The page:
TOKYO – Just over a decade ago, Nissan was the first automaker to offer a production car that ran on batteries only. The hatchback, the Leaf, was a huge success, at least for electric cars. More than 500,000 copies had been sold by the end of last year.
But as the road that Nissan has taken becomes ever denser, Japan’s powerful auto industry is at risk of being left behind. As governments and automakers around the world make bold pledges to transition to all-electric vehicles, Japanese automakers and regulators are hedging their bets.
Japan dominates the global market for the current generation of climate-friendly vehicles – gasoline-electric hybrids – and hopes to capitalize on its huge investment in technology for as long as possible. However, with this short-term focus, there is a risk that the country’s most important industry will miss a transformative moment, said Masato Inoue, the lead designer of the original sheet.
“When it comes to disruptions, there is always fear,” said Inoue, who retired from Nissan in 2014. But, ready or not, he added, “a big wave of electric vehicles is really coming.”
Right now it’s just a wave. Electric cars account for less than 3 percent of global sales. Many buyers shy away from higher costs, limited range and long loading times. With the exception of a few luxury models, it is not easy to make a profit from the cars.
Still, the race for an all-electric future, long spearheaded by Tesla, has accelerated and broadened this year. In January, General Motors became the first major automaker to declare that it would eliminate all tailpipe emissions from its cars by 2035. Last week, Volvo promised to outperform its bigger competitors by promising to be all electric by 2030.
Alongside traditional automakers, startups like the Chinese company Nio and titans from other industries like Apple are looking for parts of the burgeoning market.
Automakers in the US, China, Europe and South Korea are already sprinting past their Japanese competitors. Toyota didn’t bring its first battery electric vehicle to the consumer market until early 2020, and then only in China. Honda relies on GM to manufacture electric vehicles for the US market.
Last year, Japanese automobiles made up less than 5 percent of battery electric vehicles sold worldwide, according to EV-volumes.com, a company that analyzes the electric car market. That proportion was largely due to the Leaf’s continued popularity: the automobile accounted for nearly 65 percent of all Japanese battery electric vehicles sold.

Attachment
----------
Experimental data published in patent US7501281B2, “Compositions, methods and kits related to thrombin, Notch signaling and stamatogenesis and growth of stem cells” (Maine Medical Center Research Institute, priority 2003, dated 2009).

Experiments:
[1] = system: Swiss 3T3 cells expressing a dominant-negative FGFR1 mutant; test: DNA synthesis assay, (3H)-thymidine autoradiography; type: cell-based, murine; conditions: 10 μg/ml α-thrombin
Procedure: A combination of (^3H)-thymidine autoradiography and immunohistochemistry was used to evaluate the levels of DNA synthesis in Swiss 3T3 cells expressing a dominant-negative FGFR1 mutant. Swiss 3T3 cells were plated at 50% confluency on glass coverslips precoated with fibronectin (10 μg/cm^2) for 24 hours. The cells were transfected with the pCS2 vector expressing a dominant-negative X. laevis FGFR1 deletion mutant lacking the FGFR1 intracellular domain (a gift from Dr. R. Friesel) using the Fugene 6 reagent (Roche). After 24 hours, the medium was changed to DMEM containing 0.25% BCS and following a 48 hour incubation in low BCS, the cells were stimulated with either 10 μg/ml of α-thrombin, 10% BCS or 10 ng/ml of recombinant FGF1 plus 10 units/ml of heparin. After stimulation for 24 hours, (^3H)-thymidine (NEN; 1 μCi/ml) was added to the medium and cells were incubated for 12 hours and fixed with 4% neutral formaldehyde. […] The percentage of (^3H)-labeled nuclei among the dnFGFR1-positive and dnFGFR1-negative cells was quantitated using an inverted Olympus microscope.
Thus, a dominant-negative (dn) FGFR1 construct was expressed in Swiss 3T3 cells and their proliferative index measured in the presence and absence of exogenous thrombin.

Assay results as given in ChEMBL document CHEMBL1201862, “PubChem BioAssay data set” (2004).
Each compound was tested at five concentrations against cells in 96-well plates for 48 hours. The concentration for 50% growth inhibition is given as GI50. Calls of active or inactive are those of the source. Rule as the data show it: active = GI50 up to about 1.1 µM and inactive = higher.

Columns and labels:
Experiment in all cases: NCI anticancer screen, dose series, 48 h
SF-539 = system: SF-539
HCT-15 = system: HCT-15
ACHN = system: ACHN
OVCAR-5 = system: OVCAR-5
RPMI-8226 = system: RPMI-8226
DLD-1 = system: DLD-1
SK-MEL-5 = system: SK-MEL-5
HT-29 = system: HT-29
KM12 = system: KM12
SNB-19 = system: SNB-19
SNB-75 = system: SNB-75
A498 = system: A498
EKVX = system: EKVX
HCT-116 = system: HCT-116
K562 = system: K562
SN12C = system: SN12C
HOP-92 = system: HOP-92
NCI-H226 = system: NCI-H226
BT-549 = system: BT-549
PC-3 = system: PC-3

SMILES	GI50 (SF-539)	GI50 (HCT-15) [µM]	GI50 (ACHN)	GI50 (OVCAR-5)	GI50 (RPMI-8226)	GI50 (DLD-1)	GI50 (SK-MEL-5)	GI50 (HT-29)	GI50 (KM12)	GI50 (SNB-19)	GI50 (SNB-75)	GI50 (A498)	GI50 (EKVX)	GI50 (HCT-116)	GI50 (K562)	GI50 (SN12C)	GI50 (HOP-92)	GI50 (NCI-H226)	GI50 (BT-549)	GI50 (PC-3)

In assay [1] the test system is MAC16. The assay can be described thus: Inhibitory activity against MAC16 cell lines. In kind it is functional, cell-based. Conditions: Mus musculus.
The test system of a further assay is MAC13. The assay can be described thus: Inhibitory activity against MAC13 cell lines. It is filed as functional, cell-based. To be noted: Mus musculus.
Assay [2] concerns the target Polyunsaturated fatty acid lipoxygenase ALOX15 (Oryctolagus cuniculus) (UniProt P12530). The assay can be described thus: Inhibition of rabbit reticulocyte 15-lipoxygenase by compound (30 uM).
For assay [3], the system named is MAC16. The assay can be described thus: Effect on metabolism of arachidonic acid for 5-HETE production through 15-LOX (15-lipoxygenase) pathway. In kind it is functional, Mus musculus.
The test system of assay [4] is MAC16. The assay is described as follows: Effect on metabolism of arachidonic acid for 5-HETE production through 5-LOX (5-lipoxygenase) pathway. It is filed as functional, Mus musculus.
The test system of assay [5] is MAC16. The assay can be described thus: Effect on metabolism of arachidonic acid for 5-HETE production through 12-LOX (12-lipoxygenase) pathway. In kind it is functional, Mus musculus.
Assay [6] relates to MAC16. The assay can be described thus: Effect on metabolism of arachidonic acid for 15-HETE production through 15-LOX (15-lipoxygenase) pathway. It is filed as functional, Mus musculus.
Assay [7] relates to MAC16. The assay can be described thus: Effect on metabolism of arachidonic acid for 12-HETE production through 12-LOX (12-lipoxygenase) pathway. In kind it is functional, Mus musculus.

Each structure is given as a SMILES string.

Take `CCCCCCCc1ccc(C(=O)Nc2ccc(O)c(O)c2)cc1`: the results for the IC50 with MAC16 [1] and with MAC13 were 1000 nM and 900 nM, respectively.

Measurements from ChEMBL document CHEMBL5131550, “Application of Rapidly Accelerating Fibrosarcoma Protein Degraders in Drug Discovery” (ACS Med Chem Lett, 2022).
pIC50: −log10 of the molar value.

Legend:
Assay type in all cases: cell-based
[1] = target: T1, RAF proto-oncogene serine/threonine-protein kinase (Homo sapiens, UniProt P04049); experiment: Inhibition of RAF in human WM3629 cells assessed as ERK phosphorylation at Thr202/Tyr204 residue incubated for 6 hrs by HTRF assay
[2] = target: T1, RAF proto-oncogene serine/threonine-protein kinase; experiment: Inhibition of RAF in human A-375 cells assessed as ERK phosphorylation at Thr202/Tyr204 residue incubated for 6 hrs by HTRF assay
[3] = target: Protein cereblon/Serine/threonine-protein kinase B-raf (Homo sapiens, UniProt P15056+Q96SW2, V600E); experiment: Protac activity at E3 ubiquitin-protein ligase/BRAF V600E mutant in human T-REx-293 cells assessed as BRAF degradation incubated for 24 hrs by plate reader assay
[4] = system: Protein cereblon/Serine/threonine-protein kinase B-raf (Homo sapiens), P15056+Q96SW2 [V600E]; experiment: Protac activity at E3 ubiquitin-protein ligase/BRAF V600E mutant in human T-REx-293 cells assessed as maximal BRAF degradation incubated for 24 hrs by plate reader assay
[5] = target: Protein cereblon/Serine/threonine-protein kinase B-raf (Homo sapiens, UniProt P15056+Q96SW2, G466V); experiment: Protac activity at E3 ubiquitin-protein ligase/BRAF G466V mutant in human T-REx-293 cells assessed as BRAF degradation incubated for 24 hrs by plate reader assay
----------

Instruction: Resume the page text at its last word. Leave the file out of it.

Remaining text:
The electric vehicle rush has been fueled in part by plans in China, European countries and elsewhere to either require higher sales of electric cars or ban gasoline-burning vehicles in the coming years. Scientists say the transition from gas-powered vehicles is critical to tackling climate change and reducing smog.
Those moves have created a huge potential market for all-electric vehicles that investors clearly see as the cars of tomorrow: Tesla is more valuable than the next six automakers combined, despite only having a tiny fraction of their sales.
In Japan, however, automakers and the government are questioning some of the basic assumptions that power the electric train. They are skeptical – at least in the short to medium term – of the potential profitability and environmental superiority of electric cars.
In December, Japan announced that it would stop selling new gas-only cars by 2035. However, the government continues to view hybrids as an important technology and does not intend to follow the lead of places like the UK and California who plan to ban them. A Commerce Department official said in a recent interview. Japanese regulators announce that they will release details this year.
The opposition to the elimination of hybrids has found its strongest voice in Akio Toyoda, chairman of the Japan Automobile Manufacturers Association and president of Toyota, the world leader in hybrid car sales.
The company sets the tone for the entire Japanese auto industry. The company owns Daihatsu and in recent years has partnered with three smaller automakers – Subaru, Suzuki and Mazda – a group that makes more than half of all Japanese cars to develop electric vehicles, including hybrids. It has also heavily promoted cars that run on clean-burning hydrogen, a technology that has not yet caught on in Japan or elsewhere.